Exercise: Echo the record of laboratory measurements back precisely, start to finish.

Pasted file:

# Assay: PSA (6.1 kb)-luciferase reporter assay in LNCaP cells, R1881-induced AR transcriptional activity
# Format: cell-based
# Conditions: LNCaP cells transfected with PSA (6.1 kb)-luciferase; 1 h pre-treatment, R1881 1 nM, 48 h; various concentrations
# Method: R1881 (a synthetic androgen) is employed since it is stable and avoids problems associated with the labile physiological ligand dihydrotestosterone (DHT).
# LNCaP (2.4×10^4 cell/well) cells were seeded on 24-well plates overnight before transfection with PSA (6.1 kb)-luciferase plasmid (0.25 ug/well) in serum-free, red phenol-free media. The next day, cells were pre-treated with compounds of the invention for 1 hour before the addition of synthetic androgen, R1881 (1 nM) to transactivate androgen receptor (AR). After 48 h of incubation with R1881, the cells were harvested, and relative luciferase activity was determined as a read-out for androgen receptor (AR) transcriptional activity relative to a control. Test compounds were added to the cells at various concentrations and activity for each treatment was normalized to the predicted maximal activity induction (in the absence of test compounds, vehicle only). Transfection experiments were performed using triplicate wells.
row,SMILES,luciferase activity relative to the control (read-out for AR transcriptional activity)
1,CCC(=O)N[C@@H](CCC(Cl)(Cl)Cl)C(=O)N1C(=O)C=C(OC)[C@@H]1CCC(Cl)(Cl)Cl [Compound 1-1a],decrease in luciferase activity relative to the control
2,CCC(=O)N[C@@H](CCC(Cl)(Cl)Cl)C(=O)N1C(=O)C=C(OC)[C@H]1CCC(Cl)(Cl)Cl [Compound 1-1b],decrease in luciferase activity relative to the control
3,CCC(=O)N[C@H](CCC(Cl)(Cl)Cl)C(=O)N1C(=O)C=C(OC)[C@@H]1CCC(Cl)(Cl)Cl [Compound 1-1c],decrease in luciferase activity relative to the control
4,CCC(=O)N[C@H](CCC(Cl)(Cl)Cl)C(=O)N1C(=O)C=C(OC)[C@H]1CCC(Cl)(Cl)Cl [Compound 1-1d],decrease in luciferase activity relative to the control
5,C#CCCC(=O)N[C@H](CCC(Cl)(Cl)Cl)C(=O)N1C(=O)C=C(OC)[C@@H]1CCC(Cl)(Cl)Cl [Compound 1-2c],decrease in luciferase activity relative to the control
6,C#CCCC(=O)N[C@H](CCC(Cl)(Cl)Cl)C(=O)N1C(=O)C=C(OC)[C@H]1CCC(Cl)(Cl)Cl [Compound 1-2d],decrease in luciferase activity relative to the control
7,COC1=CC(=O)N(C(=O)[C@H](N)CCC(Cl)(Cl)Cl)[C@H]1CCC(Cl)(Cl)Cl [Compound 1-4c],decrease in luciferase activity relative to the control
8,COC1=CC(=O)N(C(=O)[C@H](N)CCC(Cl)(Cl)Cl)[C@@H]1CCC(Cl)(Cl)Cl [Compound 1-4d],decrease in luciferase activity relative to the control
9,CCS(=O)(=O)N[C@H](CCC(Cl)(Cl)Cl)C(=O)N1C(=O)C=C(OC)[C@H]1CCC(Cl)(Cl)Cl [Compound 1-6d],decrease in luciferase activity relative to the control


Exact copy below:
# Assay: PSA (6.1 kb)-luciferase reporter assay in LNCaP cells, R1881-induced AR transcriptional activity
# Format: cell-based
# Conditions: LNCaP cells transfected with PSA (6.1 kb)-luciferase; 1 h pre-treatment, R1881 1 nM, 48 h; various concentrations
# Method: R1881 (a synthetic androgen) is employed since it is stable and avoids problems associated with the labile physiological ligand dihydrotestosterone (DHT).
# LNCaP (2.4×10^4 cell/well) cells were seeded on 24-well plates overnight before transfection with PSA (6.1 kb)-luciferase plasmid (0.25 ug/well) in serum-free, red phenol-free media. The next day, cells were pre-treated with compounds of the invention for 1 hour before the addition of synthetic androgen, R1881 (1 nM) to transactivate androgen receptor (AR). After 48 h of incubation with R1881, the cells were harvested, and relative luciferase activity was determined as a read-out for androgen receptor (AR) transcriptional activity relative to a control. Test compounds were added to the cells at various concentrations and activity for each treatment was normalized to the predicted maximal activity induction (in the absence of test compounds, vehicle only). Transfection experiments were performed using triplicate wells.
row,SMILES,luciferase activity relative to the control (read-out for AR transcriptional activity)
1,CCC(=O)N[C@@H](CCC(Cl)(Cl)Cl)C(=O)N1C(=O)C=C(OC)[C@@H]1CCC(Cl)(Cl)Cl [Compound 1-1a],decrease in luciferase activity relative to the control
2,CCC(=O)N[C@@H](CCC(Cl)(Cl)Cl)C(=O)N1C(=O)C=C(OC)[C@H]1CCC(Cl)(Cl)Cl [Compound 1-1b],decrease in luciferase activity relative to the control
3,CCC(=O)N[C@H](CCC(Cl)(Cl)Cl)C(=O)N1C(=O)C=C(OC)[C@@H]1CCC(Cl)(Cl)Cl [Compound 1-1c],decrease in luciferase activity relative to the control
4,CCC(=O)N[C@H](CCC(Cl)(Cl)Cl)C(=O)N1C(=O)C=C(OC)[C@H]1CCC(Cl)(Cl)Cl [Compound 1-1d],decrease in luciferase activity relative to the control
5,C#CCCC(=O)N[C@H](CCC(Cl)(Cl)Cl)C(=O)N1C(=O)C=C(OC)[C@@H]1CCC(Cl)(Cl)Cl [Compound 1-2c],decrease in luciferase activity relative to the control
6,C#CCCC(=O)N[C@H](CCC(Cl)(Cl)Cl)C(=O)N1C(=O)C=C(OC)[C@H]1CCC(Cl)(Cl)Cl [Compound 1-2d],decrease in luciferase activity relative to the control
7,COC1=CC(=O)N(C(=O)[C@H](N)CCC(Cl)(Cl)Cl)[C@H]1CCC(Cl)(Cl)Cl [Compound 1-4c],decrease in luciferase activity relative to the control
8,COC1=CC(=O)N(C(=O)[C@H](N)CCC(Cl)(Cl)Cl)[C@@H]1CCC(Cl)(Cl)Cl [Compound 1-4d],decrease in luciferase activity relative to the control
9,CCS(=O)(=O)N[C@H](CCC(Cl)(Cl)Cl)C(=O)N1C(=O)C=C(OC)[C@H]1CCC(Cl)(Cl)Cl [Compound 1-6d],decrease in luciferase activity relative to the control